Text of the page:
PHAROS - Working on converting historical documentation about the works of art to electronic form, reconciling relevant data with agreed upon authorities, mapping the data to the CIDOC-CRM ontology and digitally capturing all of their photographs. Provides information concerning rovenance and attribution, conservation research, exhibition research, publication history, the history of photography, as well as the history of art history. Search artworks.
Posters from the WPA (1936-1943) - Collection consists of 907 boldly colored and graphically diverse original posters produced from 1936 to 1943 as part of Franklin Delano Roosevelt's New Deal.
Russian Painting - Russian Painting does not limit itself to posting reproductions of paintings alone but combines them with artists' biographies and with discussions of particular works, schools, movements, and styles. In addition, it provides bibliographical references and links to related sites.
Rutgers Art Review - Annual journal produced by graduate students in the Department of Art History at Rutgers University.
SmARThistory - A free multi-media web-book designed as a dynamic enhancement (or even substitute) for the traditional and static art history textbook maintained by Dr. Beth Harris and Dr. Steven Zucker.
Smithsonian Archives of American Art - With over 20 million items in its continually growing collections, the Archives is the world's largest and most widely used resource dedicated to collecting and preserving the papers and primary records of the visual arts in America. Also see:
Smithsonian Institution - Composed of 14 museums and the National Zoo in Washington, D.C., and 2 museums in New York City, the Smithsonian's exhibitions offer visitors a glimpse into its vast collection numbering over 142 million objects.
the-artists - Presents information about major 20th Century and contemporary visual artists: portraits, dates and places of birth and death; links to resources with artworks, biographies and articles; art movements and styles; descriptions and web-resources; artists of a particular group or style. Its archive of artists is organised alphabetically and by art movement, style or medium.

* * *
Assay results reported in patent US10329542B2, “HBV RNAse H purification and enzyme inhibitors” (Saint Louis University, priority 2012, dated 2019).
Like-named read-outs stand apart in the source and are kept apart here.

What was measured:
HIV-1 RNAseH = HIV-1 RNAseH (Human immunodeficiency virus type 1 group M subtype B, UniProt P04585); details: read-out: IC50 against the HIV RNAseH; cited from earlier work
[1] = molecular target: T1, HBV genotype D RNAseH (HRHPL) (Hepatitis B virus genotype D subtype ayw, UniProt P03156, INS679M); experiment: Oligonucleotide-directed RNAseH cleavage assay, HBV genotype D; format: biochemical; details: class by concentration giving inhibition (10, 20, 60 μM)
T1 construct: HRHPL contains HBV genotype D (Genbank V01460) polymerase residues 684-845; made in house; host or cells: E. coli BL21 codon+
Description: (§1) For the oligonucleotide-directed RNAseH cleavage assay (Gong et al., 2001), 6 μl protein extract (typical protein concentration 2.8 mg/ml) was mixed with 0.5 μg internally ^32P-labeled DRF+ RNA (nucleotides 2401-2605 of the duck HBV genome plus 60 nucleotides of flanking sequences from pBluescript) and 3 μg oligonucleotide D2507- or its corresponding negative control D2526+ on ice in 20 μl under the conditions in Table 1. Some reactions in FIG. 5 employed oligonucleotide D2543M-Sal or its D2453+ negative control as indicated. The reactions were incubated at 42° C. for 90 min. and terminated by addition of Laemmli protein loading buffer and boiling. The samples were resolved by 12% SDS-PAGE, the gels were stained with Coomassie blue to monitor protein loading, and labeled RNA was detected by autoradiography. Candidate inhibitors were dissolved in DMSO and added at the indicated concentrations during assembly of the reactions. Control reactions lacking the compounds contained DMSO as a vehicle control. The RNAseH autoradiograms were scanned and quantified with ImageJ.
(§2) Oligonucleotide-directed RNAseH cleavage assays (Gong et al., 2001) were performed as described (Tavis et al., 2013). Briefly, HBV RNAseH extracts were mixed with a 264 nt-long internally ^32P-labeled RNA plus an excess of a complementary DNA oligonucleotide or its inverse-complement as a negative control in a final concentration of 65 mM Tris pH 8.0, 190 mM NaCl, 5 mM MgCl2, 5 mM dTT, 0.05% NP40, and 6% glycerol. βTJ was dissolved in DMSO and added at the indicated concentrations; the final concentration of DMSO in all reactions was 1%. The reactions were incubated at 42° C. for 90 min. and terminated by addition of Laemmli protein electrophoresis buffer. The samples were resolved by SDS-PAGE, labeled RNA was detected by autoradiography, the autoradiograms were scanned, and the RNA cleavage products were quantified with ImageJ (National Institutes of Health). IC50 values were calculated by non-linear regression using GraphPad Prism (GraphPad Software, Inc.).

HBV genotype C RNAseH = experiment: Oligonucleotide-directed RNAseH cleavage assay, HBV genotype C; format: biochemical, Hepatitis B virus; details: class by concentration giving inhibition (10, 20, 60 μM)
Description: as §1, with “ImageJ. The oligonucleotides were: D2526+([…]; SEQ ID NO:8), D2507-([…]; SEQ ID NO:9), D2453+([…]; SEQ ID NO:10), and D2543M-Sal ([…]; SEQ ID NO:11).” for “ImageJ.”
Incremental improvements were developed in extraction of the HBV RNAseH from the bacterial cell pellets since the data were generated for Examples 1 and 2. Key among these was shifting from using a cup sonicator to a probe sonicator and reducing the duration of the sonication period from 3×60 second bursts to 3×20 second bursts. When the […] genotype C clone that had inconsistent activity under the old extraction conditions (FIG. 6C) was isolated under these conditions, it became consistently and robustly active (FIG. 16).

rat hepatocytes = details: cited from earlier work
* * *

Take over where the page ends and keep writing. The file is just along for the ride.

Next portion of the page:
Villa I Tatti - The Harvard University Center for Italian Renaissance Studies. I Tatti's roots as a research center go back to the late 1950s, when the art historian Bernard Berenson left his villa and extensive collections of books, photographs, and works of art to his alma mater Harvard. The villa's location - nestled among the rolling hills above Florence - continues to provide a harmonious setting where scholars from around the world can freely exchange ideas and carry out their research. A regular series of conferences, seminars, lectures, and concerts provides the opportunity for appointees to share and discuss their work with each other and the broader community.
Wallace Library of Special Collections - The collections include materials on all aspects of the fine and applied arts and photography, with greatest strengths in graphic design and applied photography.
Warburg Institute - London, England. Concerned mainly with cultural history, art history and history of ideas, especially in the Renaissance. It aims to promote and conduct research on the interaction of cultures, using verbal and visual materials. It specializes in the influence of ancient Mediterranean traditions on European culture from the Middle Ages to the modern period. Its open-access library has outstanding strengths in Byzantine, Medieval and Renaissance art, Arabic, Medieval and Renaissance philosophy, the history of religion, science and magic, Italian history, the history of the classical tradition, and humanism.
Web Gallery of Art - A virtual museum and searchable database of European painting and sculpture of the Gothic, Renaissance and Baroque periods (1150-1800) containing over 10,100 reproductions.
Western Round Table on Modern Art (1949) - This abstract of proceedings of the Western Round Table on Modern Art (San Francisco, April 8, 9 and 10, 1949) aims at a balanced treatment of topics covered and a fair representation of individual contributions to each topic. participants included George Boas, Gregory Bateson, Kenneth Burke, Marcel Duchamp, Alfred Frankenstein, Robert Goldwater, Darius Milhaud, Andrew C. Richie, Arnold Schoenburg, Mark Tobey, and Frank Lloyd Wright. This site provides recordings, images and transcript of the event.
Witt Library - London, England. A collection of reproductions after paintings, drawings and prints, of western art, covering the period 1200 to the present day. Original photographs and cuttings from published material are filed on open access shelves, organised alphabetically by artist within 'national schools'. All major artists are represented in depth and one of the strengths of the library is its coverage of lesser-known artists, unparalleled elsewhere.
WWW History of Art Virtual Library - Covers Art History and computer applications in Art History. This Virtual Library is maintained by the History of Art Department of Birkbeck College, University of London.
Yale Center for British Art - New Haven, Connecticut. A public art museum and research institute for the study of British art and culture. The Center houses the largest collection of British art outside the United Kingdom.